What is a Breadboard?

Author: Tyson Popynick   Date Posted:2 April 2016 

What is a breadboard?

A breadboard is a small board with lots of holes placed in a grid over its surface. Often they will have a power section, in which the pins running horizontally left and right will be linked. The main section of the board have rows linked, with a break in the middle of the board too.

This is hard to imagine, however once you see it visually it becomes much clearer. A simple image is shown on the right.


How do I use it?
The holes in the breadboard have been sized so that most components, ICs, modules, legs, pins and connectors will fit into the holes, and straddle the center of the board so you can access most of their features. This becomes very obvious the first time you place an IC onto the board, and notice how it exposes each pin nicely.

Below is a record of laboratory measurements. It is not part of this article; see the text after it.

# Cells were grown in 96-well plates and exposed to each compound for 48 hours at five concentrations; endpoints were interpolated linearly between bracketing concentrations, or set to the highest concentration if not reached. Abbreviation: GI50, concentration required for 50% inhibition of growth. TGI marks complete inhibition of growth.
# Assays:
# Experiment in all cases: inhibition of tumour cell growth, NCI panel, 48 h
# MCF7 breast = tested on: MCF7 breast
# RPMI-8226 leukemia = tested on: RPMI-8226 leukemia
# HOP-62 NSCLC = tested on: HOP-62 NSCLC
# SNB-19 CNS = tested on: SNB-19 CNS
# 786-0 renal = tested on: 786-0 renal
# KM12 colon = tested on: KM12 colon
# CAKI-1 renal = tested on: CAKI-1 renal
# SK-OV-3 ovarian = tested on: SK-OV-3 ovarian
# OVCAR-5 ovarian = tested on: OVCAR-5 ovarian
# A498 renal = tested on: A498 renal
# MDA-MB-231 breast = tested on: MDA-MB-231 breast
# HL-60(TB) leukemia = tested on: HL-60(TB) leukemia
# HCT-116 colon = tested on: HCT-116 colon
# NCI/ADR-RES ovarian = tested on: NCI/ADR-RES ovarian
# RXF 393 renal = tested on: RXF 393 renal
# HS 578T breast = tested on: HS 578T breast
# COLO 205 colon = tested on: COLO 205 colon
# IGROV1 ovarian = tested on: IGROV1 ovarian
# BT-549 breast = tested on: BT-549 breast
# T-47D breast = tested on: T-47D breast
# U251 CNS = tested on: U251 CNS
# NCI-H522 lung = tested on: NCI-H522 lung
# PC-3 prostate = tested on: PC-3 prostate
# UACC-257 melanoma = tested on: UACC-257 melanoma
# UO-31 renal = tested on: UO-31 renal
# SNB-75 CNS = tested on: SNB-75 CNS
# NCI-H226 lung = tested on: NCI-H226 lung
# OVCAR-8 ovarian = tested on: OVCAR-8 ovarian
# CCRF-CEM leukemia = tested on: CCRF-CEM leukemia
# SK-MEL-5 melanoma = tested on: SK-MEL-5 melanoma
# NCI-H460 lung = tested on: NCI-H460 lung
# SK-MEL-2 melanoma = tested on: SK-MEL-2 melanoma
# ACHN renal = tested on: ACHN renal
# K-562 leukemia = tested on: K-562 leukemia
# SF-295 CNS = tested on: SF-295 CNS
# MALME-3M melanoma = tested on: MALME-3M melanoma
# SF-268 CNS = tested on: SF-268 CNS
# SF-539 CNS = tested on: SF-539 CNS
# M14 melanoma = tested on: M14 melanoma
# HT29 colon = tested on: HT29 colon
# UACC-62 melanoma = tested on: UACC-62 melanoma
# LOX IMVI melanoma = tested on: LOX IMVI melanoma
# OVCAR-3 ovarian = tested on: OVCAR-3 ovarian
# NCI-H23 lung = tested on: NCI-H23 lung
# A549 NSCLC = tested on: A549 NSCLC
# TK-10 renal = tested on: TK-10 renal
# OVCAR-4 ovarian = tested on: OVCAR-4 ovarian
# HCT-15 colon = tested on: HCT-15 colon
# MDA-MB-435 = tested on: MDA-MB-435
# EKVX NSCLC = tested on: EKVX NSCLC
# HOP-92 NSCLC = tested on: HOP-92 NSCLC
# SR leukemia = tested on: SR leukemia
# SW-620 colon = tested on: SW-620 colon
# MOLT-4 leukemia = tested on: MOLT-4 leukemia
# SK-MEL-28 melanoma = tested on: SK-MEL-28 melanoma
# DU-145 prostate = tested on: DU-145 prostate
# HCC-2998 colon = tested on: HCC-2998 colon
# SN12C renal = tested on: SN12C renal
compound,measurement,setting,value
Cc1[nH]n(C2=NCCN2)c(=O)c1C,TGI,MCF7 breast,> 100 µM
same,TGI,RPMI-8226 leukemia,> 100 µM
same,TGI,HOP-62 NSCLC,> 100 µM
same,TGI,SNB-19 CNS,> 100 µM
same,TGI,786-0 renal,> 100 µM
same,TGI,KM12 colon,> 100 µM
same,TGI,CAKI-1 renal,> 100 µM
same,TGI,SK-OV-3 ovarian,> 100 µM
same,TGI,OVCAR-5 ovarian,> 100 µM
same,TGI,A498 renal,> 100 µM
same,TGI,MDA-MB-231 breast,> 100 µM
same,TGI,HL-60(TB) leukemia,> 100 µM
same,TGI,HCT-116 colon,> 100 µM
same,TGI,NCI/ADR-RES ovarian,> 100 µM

The red and blue represent the power rails, and the black shows the connections throughout the main section.


How does a breadboard work?
There are copper rails located inside the breadboard in such a pattern as to allow fast and easy layout and prototyping of circuits. They do not provide a very clean connection, although this is not important for most projects. (When you are trying to work with very small, fast or sensitive frequencies breadboards are generally not a good idea, but for almost any standard project they are perfect).


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